Submitted in response to written requests from the Inquiry, usually providing lists of questions to be answered. In most cases these formed the basis of questioning in public sessions, but in some cases they were read into the record (or taken as read) and the witness did not appear in person.
Given by witnesses invited by the Inquiry, normally after they have made written statements. These sessions could be viewed live online and sometimes on television news services, and the video recordings are part of the archive. The statements were usually released to the public after the public sessions.
British journalist and editor of The Sunday Telegraph at the time of the Inquiry. He said he believed his paper was run according to high ethical standards. He was a firm believer in self-regulation but thought that a contract system as outlined by Lord Black could be a free and fair way forward.
Established in 2009 as a campaign to boost public support for a change in how Britain deals with lower-level offenders, Make Justice Work urges a switch from expensive and futile short prison terms to intensive and effective sanctions. Told the Inquiry that the tabloid press too often represented community solutions as "soft options".
John Mulholland was editor of the The Observer at the time of the Inquiry, having worked for the Guardian Media Group since 1994. He gave evidence that all staff were obliged to abide by the PCC code of conduct as well as the more rigorous GNM editorial code. Contributors were similarly expected to abide by the codes. There were strict procedures in place for any journalist wishing to go undercover or use any form of subterfuge. The Observer had, he said, used the services of a private investigator under an earlier editor.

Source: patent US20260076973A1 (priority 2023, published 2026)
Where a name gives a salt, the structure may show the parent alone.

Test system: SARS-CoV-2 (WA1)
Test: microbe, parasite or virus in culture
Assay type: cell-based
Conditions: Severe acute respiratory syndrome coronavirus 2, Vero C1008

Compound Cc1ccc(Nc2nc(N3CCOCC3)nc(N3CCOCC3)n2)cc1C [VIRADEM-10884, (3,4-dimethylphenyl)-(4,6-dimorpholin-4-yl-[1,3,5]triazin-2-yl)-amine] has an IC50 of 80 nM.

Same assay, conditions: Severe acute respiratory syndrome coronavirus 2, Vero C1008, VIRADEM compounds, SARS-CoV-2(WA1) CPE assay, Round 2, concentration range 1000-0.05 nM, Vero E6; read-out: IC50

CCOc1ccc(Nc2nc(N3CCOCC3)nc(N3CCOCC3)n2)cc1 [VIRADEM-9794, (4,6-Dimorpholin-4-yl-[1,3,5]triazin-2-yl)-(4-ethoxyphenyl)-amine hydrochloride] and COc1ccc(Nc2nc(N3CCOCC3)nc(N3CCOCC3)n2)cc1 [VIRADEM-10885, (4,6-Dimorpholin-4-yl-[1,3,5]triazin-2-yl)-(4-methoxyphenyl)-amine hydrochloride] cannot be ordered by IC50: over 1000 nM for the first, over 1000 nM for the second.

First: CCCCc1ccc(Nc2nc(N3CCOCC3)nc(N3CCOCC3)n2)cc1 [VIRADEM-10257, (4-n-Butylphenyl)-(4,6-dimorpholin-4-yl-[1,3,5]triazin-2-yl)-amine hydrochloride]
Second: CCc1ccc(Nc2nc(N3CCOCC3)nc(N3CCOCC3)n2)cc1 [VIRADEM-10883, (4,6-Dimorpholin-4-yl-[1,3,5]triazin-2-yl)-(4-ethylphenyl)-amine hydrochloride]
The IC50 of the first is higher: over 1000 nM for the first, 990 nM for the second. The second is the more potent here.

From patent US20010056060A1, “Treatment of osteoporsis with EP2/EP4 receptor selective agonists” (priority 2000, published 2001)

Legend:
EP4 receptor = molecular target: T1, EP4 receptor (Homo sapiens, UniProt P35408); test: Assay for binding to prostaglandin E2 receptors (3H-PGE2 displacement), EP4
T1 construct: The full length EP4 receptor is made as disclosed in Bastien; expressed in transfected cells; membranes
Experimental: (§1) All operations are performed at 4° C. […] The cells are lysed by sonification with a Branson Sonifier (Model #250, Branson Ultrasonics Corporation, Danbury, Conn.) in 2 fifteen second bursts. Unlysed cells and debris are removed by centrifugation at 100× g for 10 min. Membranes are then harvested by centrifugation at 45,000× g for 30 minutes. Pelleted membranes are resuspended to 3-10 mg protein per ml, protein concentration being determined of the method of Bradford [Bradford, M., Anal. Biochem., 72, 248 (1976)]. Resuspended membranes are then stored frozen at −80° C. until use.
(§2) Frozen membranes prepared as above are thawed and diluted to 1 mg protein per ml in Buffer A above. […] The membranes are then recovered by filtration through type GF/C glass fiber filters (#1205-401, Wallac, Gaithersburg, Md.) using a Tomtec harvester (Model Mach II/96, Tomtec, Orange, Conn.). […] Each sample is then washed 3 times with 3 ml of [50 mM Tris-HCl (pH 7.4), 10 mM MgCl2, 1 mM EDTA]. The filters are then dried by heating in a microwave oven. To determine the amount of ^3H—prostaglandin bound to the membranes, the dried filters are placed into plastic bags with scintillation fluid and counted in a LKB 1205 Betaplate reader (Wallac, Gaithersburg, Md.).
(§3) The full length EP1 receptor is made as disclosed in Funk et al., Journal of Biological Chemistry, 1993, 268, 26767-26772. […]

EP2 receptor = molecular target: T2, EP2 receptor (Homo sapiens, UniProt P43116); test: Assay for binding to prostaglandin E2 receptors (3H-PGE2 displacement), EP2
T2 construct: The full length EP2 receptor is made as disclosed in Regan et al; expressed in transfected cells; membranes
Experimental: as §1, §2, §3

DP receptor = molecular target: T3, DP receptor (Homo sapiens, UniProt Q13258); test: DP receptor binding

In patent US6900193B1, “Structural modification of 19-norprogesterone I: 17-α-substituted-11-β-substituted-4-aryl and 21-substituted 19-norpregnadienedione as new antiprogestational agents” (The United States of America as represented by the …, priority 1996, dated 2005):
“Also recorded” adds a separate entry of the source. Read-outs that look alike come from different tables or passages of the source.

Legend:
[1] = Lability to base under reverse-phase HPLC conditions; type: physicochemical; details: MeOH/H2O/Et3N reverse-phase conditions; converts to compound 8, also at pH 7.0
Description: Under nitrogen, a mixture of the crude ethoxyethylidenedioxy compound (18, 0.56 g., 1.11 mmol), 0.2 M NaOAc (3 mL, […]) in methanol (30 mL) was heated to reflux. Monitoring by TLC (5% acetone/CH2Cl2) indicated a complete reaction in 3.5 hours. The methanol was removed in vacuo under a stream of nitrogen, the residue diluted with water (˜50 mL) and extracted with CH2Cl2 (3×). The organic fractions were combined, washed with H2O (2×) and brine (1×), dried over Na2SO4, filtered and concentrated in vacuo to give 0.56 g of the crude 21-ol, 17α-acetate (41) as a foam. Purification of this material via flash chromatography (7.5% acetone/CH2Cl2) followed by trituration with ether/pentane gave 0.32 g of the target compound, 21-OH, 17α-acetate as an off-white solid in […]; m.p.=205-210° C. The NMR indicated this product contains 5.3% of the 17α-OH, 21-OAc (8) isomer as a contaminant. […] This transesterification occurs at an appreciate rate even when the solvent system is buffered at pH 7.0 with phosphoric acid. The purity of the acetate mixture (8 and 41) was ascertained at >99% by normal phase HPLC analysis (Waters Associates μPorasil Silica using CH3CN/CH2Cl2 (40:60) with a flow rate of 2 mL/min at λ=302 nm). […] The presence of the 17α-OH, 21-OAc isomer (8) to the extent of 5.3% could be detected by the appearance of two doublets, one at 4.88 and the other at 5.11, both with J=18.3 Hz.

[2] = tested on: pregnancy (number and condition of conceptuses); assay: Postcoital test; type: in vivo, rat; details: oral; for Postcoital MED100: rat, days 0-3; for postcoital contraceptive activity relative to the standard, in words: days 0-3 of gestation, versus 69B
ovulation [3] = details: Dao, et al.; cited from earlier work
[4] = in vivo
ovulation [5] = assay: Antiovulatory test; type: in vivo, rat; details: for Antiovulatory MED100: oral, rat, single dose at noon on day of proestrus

TV critic of the Sunday Mirror for six years at time of Inquiry and for the Daily Mirror for eight years before that. He had never engaged in or asked others to engage in computer hacking, he told the Inquiry, adding that to the best of his knowledge neither had anyone at the Sunday Mirror or Daily Mirror.
CEO of the Financial Times Group. At the time of giving evidence, he had been with the FT for 25 years in both editorial and executive positions. Ethical journalism was central to the FT's strategy and success and had been for 120 years, he told the Inquiry. A founding and current principle of the newspaper was, he said, that it would report "without fear and without favour".